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Roofing Shingle Replacement The Total Envelope Approach

 As we approach the 2013 construction season, it’s time to begin planning for any major building envelope projects that are  needed at your property. In fact, if you are only planning now, you are behind  schedule already. Getting your job “out on the street” early in the season, when contractors are looking to line up work for the new  year, can often result in significant savings as opposed to waiting until the  weather has turned.  

 Perhaps the biggest single mistake that can be made when devising a scope of  work for a roofing shingle replacement project is thinking of the roof of any  structure as a series of individual parts to be replaced individually. While  there are many separate and distinct products included in a typical roofing  system, replacing any of the individual parts without replacing adjacent,  related components is a major compromise.  

 It goes without saying that roofing shingle replacement must also include  replacement of any existing underlayments, such as self-adhering waterproofing  membrane (i.e., Ice & Water Shield) and felt, and the majority of roofing jobs do include this  minimum scope. However, oftentimes we are asked to investigate  recently-replaced roofs that continue to leak. In many (perhaps most) of these  instances, leakage continues to occur due to water penetrating at areas where  the scope of work was compromised in order to save money.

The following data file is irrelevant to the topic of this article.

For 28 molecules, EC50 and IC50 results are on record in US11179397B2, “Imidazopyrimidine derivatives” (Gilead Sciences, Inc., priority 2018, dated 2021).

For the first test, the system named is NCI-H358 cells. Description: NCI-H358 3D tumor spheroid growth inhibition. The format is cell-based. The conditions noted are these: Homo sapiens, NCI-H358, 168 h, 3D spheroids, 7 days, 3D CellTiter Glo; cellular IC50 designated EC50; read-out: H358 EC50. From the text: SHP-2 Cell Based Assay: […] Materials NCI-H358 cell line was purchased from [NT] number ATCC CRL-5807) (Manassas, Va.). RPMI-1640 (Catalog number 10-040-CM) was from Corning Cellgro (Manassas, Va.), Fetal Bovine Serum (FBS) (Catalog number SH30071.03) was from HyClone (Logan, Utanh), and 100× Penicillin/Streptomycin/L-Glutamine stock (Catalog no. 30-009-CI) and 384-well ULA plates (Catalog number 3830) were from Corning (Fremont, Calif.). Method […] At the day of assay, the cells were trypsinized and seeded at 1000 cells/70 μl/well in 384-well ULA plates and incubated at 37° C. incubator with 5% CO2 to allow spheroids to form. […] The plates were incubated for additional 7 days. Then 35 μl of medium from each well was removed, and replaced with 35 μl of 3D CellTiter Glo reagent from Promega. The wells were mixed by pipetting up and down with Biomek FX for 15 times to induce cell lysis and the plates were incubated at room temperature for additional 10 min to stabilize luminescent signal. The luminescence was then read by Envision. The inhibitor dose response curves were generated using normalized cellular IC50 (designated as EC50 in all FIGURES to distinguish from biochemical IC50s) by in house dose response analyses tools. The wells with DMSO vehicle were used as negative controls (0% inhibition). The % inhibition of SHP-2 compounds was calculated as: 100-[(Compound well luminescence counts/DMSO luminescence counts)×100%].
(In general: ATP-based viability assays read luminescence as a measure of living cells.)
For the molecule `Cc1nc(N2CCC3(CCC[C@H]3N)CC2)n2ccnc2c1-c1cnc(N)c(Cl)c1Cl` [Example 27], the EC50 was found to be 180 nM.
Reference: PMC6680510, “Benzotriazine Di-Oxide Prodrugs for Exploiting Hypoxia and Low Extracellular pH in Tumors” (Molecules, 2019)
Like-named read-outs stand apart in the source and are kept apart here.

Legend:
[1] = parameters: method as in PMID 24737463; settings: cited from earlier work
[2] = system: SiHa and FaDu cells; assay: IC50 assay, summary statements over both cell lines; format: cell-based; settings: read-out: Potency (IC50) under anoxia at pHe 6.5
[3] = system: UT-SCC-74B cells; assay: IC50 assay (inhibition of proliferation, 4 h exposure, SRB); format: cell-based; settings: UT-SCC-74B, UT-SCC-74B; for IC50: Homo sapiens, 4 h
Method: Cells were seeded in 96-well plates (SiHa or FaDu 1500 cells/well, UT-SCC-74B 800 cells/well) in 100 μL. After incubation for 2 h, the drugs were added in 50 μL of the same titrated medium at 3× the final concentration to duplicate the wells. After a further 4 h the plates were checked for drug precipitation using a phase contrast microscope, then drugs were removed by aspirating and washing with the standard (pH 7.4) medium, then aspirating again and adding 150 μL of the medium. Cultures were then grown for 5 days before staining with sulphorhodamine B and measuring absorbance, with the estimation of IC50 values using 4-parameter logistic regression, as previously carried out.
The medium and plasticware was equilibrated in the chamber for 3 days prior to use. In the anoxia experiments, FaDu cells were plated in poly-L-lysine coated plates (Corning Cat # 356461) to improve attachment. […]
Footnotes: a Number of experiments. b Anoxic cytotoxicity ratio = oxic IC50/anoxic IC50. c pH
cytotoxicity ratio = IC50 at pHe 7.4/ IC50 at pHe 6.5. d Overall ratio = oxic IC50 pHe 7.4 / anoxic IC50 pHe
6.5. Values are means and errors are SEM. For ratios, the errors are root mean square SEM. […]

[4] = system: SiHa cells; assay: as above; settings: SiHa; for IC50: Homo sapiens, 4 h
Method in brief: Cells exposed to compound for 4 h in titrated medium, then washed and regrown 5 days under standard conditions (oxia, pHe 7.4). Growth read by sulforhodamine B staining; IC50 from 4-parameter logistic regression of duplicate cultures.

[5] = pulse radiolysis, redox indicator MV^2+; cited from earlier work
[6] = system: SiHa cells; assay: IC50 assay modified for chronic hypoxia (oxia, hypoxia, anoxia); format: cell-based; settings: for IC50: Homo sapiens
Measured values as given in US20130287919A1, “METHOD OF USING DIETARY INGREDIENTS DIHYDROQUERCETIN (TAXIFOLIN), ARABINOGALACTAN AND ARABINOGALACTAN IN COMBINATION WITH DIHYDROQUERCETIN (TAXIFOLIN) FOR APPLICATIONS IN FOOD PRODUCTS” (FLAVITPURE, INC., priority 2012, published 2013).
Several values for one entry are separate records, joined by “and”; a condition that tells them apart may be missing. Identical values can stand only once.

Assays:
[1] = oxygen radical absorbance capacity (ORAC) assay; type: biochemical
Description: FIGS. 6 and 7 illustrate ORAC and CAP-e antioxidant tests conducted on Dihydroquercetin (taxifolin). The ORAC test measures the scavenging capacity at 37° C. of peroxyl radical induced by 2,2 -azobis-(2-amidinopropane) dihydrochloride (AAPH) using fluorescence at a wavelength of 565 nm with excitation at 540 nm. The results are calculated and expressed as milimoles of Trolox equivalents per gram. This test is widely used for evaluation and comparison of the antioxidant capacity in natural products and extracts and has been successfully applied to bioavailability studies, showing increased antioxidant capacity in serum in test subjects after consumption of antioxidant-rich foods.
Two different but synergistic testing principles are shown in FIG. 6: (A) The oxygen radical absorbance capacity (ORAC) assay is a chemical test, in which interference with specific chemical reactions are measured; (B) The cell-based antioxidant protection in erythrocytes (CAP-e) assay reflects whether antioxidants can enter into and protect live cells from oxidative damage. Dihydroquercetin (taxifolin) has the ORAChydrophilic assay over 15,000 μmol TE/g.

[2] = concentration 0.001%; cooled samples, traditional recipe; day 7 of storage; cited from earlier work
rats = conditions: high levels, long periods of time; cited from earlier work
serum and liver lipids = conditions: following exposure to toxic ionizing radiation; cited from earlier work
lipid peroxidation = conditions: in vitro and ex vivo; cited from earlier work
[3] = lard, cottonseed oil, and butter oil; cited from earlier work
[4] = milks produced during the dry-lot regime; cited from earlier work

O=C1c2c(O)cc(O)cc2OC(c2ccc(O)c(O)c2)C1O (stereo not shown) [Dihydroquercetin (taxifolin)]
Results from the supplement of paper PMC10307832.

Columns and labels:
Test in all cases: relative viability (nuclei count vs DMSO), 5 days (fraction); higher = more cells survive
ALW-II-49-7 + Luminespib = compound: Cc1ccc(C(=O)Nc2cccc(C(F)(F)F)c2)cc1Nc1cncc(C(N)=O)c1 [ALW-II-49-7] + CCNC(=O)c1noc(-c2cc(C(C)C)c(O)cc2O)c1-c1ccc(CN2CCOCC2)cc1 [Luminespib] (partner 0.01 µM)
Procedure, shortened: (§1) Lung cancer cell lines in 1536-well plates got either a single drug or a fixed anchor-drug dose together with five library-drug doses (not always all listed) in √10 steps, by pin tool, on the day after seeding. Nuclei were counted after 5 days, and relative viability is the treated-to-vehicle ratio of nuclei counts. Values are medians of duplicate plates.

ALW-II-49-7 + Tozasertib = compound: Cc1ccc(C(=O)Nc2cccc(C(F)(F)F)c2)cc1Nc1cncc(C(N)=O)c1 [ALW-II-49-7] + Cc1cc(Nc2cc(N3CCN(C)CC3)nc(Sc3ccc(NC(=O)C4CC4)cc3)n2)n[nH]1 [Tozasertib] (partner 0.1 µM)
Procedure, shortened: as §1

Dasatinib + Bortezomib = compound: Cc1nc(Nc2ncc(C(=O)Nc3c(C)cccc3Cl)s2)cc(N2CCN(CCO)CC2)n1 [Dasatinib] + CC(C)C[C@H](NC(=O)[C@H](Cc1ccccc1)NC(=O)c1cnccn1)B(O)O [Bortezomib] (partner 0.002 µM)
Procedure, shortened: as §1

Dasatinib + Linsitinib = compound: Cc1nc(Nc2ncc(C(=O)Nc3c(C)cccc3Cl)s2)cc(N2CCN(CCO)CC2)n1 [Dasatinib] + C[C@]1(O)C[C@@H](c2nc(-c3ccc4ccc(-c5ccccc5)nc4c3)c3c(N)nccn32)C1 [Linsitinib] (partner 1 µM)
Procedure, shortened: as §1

Take It Off

 For instance, any proper roofing shingle replacement must include removal and  replacement (or re-installation, if the material is fit for re-use) of the  above-roof siding at cheek walls and/or dormers. Without removing some of the  above-roof siding, proper transitional underlayments cannot be installed. As a  minimum, self-adhering membrane should extend 18” up any above-roof walls and 18” across the roof surface, more if possible. Without removing the siding, there  is no way to install these critical underlayments. And in the harsh New England  climate, anything less than this minimal use of self-adhering membrane is a  recipe for disaster. It’s safe to say that the majority of “new” roofs that continue to leak do so because of this particular shortcoming, more  than any other individual flaw.  

 Regarding the use of self-adhering waterproofing membrane, it must be understood  that the requirements of the current edition of the Massachusetts state  building code are the absolute minimum, and simple compliance with these  requirements is not adequate to resist leakage under severe ice dam conditions.  The winter of 2010-2011 was among the worst in recent memory for ice damming,  and most people can probably remember seeing ice dams at the edges of roofs,  some of which were more than a foot thick, with snow and ice build-up extending  10 feet to 15 feet up the surface behind the dam. Formation of ice dams is an  environmental condition, and can’t be stopped. Ice dam leakage, however, occurs when the snow and ice in contact  with the roofing shingles melts below the snow cover, typically due to heat  loss through the ceiling/attic floor into the attic space, forcing liquid water  to back-up through the shingles. If all that was installed at the eaves was  enough self-adhering membrane to comply with current code (in some cases as  little as three feet at the eaves), the roof could easily leak as this melting  occurs. In fact, during the winter of 2010-2011, countless homes did leak.  

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